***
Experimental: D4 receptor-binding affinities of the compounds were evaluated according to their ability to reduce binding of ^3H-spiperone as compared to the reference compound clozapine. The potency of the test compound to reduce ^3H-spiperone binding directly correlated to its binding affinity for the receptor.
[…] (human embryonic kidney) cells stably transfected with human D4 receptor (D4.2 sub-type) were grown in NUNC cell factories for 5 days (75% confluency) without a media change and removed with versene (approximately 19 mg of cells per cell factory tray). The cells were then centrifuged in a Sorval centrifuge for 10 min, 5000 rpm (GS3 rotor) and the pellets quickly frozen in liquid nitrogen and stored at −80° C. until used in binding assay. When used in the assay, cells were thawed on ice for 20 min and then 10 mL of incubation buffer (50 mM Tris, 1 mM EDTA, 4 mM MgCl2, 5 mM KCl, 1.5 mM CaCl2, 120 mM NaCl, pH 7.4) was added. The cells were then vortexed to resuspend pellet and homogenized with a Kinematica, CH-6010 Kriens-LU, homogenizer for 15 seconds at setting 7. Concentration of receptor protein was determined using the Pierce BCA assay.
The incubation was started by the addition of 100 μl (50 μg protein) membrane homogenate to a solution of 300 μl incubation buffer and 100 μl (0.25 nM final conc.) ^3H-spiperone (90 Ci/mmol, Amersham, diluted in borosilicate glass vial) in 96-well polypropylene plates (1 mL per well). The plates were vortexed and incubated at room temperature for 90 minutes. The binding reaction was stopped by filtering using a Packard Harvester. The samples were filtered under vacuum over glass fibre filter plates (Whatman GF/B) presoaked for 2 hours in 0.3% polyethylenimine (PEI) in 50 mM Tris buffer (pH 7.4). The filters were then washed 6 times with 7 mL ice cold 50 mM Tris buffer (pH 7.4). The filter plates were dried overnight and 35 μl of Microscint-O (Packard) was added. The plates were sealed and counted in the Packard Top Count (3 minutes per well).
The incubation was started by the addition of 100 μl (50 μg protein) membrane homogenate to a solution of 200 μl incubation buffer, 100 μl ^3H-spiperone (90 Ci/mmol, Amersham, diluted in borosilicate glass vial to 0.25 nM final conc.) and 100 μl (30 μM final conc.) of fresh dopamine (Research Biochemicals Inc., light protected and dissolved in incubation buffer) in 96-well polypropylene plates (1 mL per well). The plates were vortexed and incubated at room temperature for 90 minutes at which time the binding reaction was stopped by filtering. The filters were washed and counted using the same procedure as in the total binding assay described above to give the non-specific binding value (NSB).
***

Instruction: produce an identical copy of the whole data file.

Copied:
Experimental: D4 receptor-binding affinities of the compounds were evaluated according to their ability to reduce binding of ^3H-spiperone as compared to the reference compound clozapine. The potency of the test compound to reduce ^3H-spiperone binding directly correlated to its binding affinity for the receptor.
[…] (human embryonic kidney) cells stably transfected with human D4 receptor (D4.2 sub-type) were grown in NUNC cell factories for 5 days (75% confluency) without a media change and removed with versene (approximately 19 mg of cells per cell factory tray). The cells were then centrifuged in a Sorval centrifuge for 10 min, 5000 rpm (GS3 rotor) and the pellets quickly frozen in liquid nitrogen and stored at −80° C. until used in binding assay. When used in the assay, cells were thawed on ice for 20 min and then 10 mL of incubation buffer (50 mM Tris, 1 mM EDTA, 4 mM MgCl2, 5 mM KCl, 1.5 mM CaCl2, 120 mM NaCl, pH 7.4) was added. The cells were then vortexed to resuspend pellet and homogenized with a Kinematica, CH-6010 Kriens-LU, homogenizer for 15 seconds at setting 7. Concentration of receptor protein was determined using the Pierce BCA assay.
The incubation was started by the addition of 100 μl (50 μg protein) membrane homogenate to a solution of 300 μl incubation buffer and 100 μl (0.25 nM final conc.) ^3H-spiperone (90 Ci/mmol, Amersham, diluted in borosilicate glass vial) in 96-well polypropylene plates (1 mL per well). The plates were vortexed and incubated at room temperature for 90 minutes. The binding reaction was stopped by filtering using a Packard Harvester. The samples were filtered under vacuum over glass fibre filter plates (Whatman GF/B) presoaked for 2 hours in 0.3% polyethylenimine (PEI) in 50 mM Tris buffer (pH 7.4). The filters were then washed 6 times with 7 mL ice cold 50 mM Tris buffer (pH 7.4). The filter plates were dried overnight and 35 μl of Microscint-O (Packard) was added. The plates were sealed and counted in the Packard Top Count (3 minutes per well).
The incubation was started by the addition of 100 μl (50 μg protein) membrane homogenate to a solution of 200 μl incubation buffer, 100 μl ^3H-spiperone (90 Ci/mmol, Amersham, diluted in borosilicate glass vial to 0.25 nM final conc.) and 100 μl (30 μM final conc.) of fresh dopamine (Research Biochemicals Inc., light protected and dissolved in incubation buffer) in 96-well polypropylene plates (1 mL per well). The plates were vortexed and incubated at room temperature for 90 minutes at which time the binding reaction was stopped by filtering. The filters were washed and counted using the same procedure as in the total binding assay described above to give the non-specific binding value (NSB).